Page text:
These cases present three different procedural backgrounds. First, in cases No. 82-5094, First Federal Savings and Loan Association v. Brown; No. 82-5095, First Federal Savings and Loan Association v. Gomes; No. 82-5096, First Federal Savings and Loan Association v. Prieto; No. 82-5097, First Federal Savings and Loan Association v. Masson; No. 81-5303, Florida Federal Savings and Loan Association v. Bauer; and No. 81-5309, Clearwater Federal Savings and Loan Association v. Mills, the plaintiff savings and loans filed complaints in federal court seeking to foreclose mortgages on the basis of the due-on-sale clauses. The trial courts, 515 F.Supp. 869, dismissed the actions for lack of subject matter jurisdiction.

3

No. 81-5969, Price v. Florida Federal Savings and Loan Association, embodies the second type of procedural posture. The Prices, buyers of property from prior mortgagors, filed this action in state court seeking a declaratory judgment determining the validity and enforceability of the due-on-sale provision. The savings and loan removed the case to federal court. The district court, 524 F.Supp. 175, exercised jurisdiction and granted the savings and loan summary judgment.

4

The final class of cases consists of No. 81-6105, First Federal Savings and Loan Association v. Peterson, and No. 81-6237, First Federal Savings and Loan Association v. Angelo. In these cases the plaintiff savings and loans brought declaratory judgment actions in federal court. The district courts, 516 F.Supp. 732, held that they possessed subject matter jurisdiction.

II. Jurisdiction

5

We must first determine whether we have subject matter jurisdiction to hear these cases. Our jurisdiction in the third class of cases, where the plaintiff savings and loans filed declaratory judgment actions in federal court, is coextensive with that of the first group, where the plaintiff associations filed complaints in federal court to foreclose the mortgages. The federal Declaratory Judgment Act, 28 U.S.C. Secs. 2201-02 (1976), does not expand federal jurisdiction; the Act merely creates a new remedy in cases or controversies for which an independent basis of federal jurisdiction exists. Skelly Oil Co. v. Phillips Petroleum Co., 339 U.S. 667, 70 S.Ct. 876, 94 L.Ed. 1194 (1950); Commercial Metals Co. v. Balfour, Guthrie & Co., 577 F.2d 264 (5th Cir.1978).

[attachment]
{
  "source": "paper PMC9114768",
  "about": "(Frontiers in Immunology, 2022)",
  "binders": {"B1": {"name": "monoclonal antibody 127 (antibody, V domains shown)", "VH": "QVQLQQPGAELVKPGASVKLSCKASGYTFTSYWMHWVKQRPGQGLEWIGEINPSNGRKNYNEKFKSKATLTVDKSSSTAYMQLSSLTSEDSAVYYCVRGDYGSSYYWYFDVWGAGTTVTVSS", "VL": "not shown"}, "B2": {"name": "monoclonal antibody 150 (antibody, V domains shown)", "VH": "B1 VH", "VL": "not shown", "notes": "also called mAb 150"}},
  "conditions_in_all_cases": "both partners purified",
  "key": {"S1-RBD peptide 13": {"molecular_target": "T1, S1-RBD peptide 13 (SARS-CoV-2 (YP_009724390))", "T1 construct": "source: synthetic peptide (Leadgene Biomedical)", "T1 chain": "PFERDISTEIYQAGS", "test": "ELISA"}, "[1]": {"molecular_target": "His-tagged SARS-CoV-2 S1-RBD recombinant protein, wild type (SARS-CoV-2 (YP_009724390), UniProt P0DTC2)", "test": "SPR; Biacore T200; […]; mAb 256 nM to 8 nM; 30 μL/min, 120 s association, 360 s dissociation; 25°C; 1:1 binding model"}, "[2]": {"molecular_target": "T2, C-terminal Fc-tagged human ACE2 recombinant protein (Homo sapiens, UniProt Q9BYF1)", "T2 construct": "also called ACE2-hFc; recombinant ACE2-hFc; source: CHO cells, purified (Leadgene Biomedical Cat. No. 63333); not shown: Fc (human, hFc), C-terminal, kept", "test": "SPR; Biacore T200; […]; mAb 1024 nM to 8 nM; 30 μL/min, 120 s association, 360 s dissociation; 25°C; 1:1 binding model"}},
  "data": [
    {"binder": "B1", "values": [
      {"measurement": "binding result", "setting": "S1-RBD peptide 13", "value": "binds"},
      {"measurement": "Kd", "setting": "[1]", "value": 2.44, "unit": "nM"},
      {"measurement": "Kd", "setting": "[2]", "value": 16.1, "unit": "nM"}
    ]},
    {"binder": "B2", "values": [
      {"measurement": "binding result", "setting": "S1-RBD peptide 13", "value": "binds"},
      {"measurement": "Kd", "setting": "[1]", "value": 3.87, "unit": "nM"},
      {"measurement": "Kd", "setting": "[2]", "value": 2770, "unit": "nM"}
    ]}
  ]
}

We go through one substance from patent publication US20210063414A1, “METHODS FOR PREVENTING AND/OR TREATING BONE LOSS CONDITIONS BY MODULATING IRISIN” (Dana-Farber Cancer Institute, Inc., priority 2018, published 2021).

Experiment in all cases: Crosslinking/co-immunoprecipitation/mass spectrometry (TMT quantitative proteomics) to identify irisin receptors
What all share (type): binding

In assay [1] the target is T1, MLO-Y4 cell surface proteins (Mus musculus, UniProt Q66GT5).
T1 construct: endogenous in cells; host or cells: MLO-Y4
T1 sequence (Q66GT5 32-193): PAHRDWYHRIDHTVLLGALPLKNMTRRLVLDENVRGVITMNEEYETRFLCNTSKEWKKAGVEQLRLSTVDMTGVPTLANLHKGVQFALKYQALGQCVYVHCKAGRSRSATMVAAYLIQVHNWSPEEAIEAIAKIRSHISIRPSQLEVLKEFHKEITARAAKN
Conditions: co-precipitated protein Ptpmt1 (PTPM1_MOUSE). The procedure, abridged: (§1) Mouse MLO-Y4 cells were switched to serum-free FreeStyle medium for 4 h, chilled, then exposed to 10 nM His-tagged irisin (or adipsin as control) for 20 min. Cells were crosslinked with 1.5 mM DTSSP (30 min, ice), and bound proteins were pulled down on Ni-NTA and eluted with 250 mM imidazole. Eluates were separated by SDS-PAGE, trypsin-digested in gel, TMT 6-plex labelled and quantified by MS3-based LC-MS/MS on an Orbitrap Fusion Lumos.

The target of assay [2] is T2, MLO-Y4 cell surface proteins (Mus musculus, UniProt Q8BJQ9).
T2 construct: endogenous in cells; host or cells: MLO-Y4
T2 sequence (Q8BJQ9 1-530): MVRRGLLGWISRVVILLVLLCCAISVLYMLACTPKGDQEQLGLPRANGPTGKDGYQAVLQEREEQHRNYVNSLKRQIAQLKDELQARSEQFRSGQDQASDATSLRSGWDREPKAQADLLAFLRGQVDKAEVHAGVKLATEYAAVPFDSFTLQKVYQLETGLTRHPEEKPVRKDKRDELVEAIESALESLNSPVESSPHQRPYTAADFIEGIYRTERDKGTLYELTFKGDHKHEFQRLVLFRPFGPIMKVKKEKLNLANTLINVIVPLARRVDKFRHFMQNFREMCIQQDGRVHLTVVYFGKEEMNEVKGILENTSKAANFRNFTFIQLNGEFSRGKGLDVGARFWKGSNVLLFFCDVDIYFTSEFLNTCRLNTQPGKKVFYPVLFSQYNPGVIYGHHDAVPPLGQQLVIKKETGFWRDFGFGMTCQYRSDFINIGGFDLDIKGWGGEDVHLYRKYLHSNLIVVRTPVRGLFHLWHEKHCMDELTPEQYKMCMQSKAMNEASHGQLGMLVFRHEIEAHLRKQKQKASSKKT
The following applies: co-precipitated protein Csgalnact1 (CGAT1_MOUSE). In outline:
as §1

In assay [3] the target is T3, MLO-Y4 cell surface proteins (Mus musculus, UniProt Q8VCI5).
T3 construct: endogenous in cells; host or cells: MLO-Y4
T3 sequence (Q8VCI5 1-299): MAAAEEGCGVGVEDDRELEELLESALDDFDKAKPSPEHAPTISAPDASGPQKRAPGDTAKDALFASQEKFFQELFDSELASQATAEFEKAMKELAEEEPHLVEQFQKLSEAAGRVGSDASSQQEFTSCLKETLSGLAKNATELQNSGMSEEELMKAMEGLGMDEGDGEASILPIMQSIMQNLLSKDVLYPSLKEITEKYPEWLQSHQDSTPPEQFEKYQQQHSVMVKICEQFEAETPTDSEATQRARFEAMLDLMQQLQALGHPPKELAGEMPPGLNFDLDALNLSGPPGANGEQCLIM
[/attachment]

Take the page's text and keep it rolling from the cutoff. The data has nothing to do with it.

6

In the first and third groups of cases, the savings and loans have asserted federal question jurisdiction pursuant to either 28 U.S.C. Sec. 1331 or 28 U.S.C. Sec. 1337. We hold that the court lacks jurisdiction in these cases. A case does not present a federal question of the sort necessary to confer subject matter jurisdiction pursuant to these statutes where it merely anticipates a federal question defense which the defendant might raise; nor does a case present such a federal question where it anticipates a federal question response to a non-federal defense which the defendants might raise. Skelly Oil Co. v. Phillips Petroleum Co., 339 U.S. 667, 70 S.Ct. 876, 94 L.Ed. 1194 (1950); Gully v. First National Bank in Meridian, 299 U.S. 109, 57 S.Ct. 96, 81 L.Ed. 70 (1936); Allegheny Airlines, Inc. v. Pennsylvania Public Utility Commission, 319 F.Supp. 407 (E.D.Pa.1970), aff'd, 465 F.2d 237 (3d Cir.1972), cert. denied, 410 U.S. 943, 93 S.Ct. 1367, 35 L.Ed.2d 609 (1973).

7

In these actions, the associations claim that the following federal questions are raised:

8

1. Are the due-on-sale provisions legal and enforceable?

9

2. Do federal regulations governing the lending practices of federally chartered savings and loan associations which authorize inclusion of these due-on-sale clauses, 12 C.F.R. Sec. 545.8-3(f) (1982), preempt contrary state law?

10

3. Does the authority of the savings and loan associations "to invest in, sell, or otherwise deal" in loans or other investments in or on the security of a first lien upon residential real property subject to regulations of the Federal Home Loan Bank Board preempt contrary state law?

11

These questions do not form the basis of any complaint to foreclose a mortgage or to collect a note. These questions could arise only if, in response to a foreclosure or a collection suit, the mortgagor or his successor asserted affirmative defenses challenging the enforceability of the due-on-sale clause and the association then attempted to avoid the application of that defense on the ground of federal preemption. The federal question must appear on the face of a well-pleaded complaint. See Gully v. First National Bank in Meridian, 299 U.S. 109, 57 S.Ct. 96, 81 L.Ed. 70 (1936); Louisville & Nashville Railroad Co. v. Mottley, 211 U.S. 149, 152, 29 S.Ct. 42, 43, 53 L.Ed. 126 (1908).